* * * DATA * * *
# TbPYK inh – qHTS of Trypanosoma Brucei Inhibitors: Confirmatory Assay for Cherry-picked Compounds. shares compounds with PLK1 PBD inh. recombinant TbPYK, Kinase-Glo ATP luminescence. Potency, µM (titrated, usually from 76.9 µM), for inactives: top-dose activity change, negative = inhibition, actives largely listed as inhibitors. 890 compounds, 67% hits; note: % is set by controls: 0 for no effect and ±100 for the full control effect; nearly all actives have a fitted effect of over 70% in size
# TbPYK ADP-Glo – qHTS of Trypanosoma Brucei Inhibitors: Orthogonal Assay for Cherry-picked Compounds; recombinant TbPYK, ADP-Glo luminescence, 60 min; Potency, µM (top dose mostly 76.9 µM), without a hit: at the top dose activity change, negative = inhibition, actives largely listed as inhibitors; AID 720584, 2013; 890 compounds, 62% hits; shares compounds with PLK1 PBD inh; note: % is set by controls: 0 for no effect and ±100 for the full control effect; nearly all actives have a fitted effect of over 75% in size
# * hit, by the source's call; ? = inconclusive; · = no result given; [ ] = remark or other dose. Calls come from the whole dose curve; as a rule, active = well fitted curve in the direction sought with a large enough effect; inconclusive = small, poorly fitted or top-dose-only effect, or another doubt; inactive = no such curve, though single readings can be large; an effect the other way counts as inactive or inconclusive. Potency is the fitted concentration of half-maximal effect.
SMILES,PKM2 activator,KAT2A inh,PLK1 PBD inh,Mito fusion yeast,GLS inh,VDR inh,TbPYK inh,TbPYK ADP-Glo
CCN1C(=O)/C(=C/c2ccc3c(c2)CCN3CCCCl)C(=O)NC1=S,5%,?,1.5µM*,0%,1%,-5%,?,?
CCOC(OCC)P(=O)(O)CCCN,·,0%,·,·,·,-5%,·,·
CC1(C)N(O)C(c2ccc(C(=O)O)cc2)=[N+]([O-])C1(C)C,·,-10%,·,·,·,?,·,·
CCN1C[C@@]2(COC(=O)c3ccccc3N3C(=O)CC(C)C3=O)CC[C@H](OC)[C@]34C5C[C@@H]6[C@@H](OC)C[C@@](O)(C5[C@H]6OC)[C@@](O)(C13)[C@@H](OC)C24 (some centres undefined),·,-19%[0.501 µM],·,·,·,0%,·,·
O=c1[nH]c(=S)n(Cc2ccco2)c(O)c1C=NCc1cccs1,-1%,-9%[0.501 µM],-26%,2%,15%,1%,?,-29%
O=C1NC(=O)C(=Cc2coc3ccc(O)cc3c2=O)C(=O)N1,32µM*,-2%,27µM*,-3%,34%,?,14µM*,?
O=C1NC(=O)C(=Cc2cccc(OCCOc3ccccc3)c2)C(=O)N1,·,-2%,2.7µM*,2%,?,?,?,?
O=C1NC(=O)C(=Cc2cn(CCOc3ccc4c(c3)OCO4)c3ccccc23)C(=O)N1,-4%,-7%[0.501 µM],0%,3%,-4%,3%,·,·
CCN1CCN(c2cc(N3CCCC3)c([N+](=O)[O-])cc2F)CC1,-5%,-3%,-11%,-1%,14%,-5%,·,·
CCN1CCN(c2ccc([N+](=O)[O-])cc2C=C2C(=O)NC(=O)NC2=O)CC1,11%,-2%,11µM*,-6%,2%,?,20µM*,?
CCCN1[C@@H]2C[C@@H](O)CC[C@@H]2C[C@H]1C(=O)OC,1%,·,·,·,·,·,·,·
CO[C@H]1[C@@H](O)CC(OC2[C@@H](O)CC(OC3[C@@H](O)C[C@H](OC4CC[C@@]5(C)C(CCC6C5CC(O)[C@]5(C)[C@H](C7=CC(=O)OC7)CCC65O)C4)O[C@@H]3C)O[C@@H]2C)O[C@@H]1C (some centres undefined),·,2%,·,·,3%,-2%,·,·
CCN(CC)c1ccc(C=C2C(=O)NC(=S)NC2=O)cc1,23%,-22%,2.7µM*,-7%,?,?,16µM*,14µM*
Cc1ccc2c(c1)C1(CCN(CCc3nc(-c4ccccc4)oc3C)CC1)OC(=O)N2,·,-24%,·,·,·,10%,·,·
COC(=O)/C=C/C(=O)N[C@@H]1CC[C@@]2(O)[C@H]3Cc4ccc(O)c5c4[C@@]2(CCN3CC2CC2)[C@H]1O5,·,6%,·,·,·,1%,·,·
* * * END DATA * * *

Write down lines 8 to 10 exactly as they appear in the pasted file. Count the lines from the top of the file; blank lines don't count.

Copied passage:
CCN1C[C@@]2(COC(=O)c3ccccc3N3C(=O)CC(C)C3=O)CC[C@H](OC)[C@]34C5C[C@@H]6[C@@H](OC)C[C@@](O)(C5[C@H]6OC)[C@@](O)(C13)[C@@H](OC)C24 (some centres undefined),·,-19%[0.501 µM],·,·,·,0%,·,·
O=c1[nH]c(=S)n(Cc2ccco2)c(O)c1C=NCc1cccs1,-1%,-9%[0.501 µM],-26%,2%,15%,1%,?,-29%
O=C1NC(=O)C(=Cc2coc3ccc(O)cc3c2=O)C(=O)N1,32µM*,-2%,27µM*,-3%,34%,?,14µM*,?